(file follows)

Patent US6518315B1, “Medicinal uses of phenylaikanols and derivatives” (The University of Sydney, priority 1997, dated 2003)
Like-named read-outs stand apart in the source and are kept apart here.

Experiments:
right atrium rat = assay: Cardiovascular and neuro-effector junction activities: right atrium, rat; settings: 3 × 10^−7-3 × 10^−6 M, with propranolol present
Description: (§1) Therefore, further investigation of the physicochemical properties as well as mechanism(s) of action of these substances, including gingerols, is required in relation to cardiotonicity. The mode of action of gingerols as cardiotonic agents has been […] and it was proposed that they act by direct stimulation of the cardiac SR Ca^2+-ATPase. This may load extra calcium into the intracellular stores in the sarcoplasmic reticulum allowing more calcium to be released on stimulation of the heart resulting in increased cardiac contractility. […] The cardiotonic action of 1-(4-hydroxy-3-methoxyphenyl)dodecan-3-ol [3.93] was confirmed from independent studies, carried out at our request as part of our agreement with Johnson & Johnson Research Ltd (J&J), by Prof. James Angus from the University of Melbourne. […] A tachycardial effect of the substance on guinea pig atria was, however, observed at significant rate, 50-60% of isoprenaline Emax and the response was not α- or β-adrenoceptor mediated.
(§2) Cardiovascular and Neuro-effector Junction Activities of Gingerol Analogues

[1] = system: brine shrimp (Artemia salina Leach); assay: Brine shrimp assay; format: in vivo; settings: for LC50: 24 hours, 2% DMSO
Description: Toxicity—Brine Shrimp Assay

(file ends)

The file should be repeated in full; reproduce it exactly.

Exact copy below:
Patent US6518315B1, “Medicinal uses of phenylaikanols and derivatives” (The University of Sydney, priority 1997, dated 2003)
Like-named read-outs stand apart in the source and are kept apart here.

Experiments:
right atrium rat = assay: Cardiovascular and neuro-effector junction activities: right atrium, rat; settings: 3 × 10^−7-3 × 10^−6 M, with propranolol present
Description: (§1) Therefore, further investigation of the physicochemical properties as well as mechanism(s) of action of these substances, including gingerols, is required in relation to cardiotonicity. The mode of action of gingerols as cardiotonic agents has been […] and it was proposed that they act by direct stimulation of the cardiac SR Ca^2+-ATPase. This may load extra calcium into the intracellular stores in the sarcoplasmic reticulum allowing more calcium to be released on stimulation of the heart resulting in increased cardiac contractility. […] The cardiotonic action of 1-(4-hydroxy-3-methoxyphenyl)dodecan-3-ol [3.93] was confirmed from independent studies, carried out at our request as part of our agreement with Johnson & Johnson Research Ltd (J&J), by Prof. James Angus from the University of Melbourne. […] A tachycardial effect of the substance on guinea pig atria was, however, observed at significant rate, 50-60% of isoprenaline Emax and the response was not α- or β-adrenoceptor mediated.
(§2) Cardiovascular and Neuro-effector Junction Activities of Gingerol Analogues

[1] = system: brine shrimp (Artemia salina Leach); assay: Brine shrimp assay; format: in vivo; settings: for LC50: 24 hours, 2% DMSO
Description: Toxicity—Brine Shrimp Assay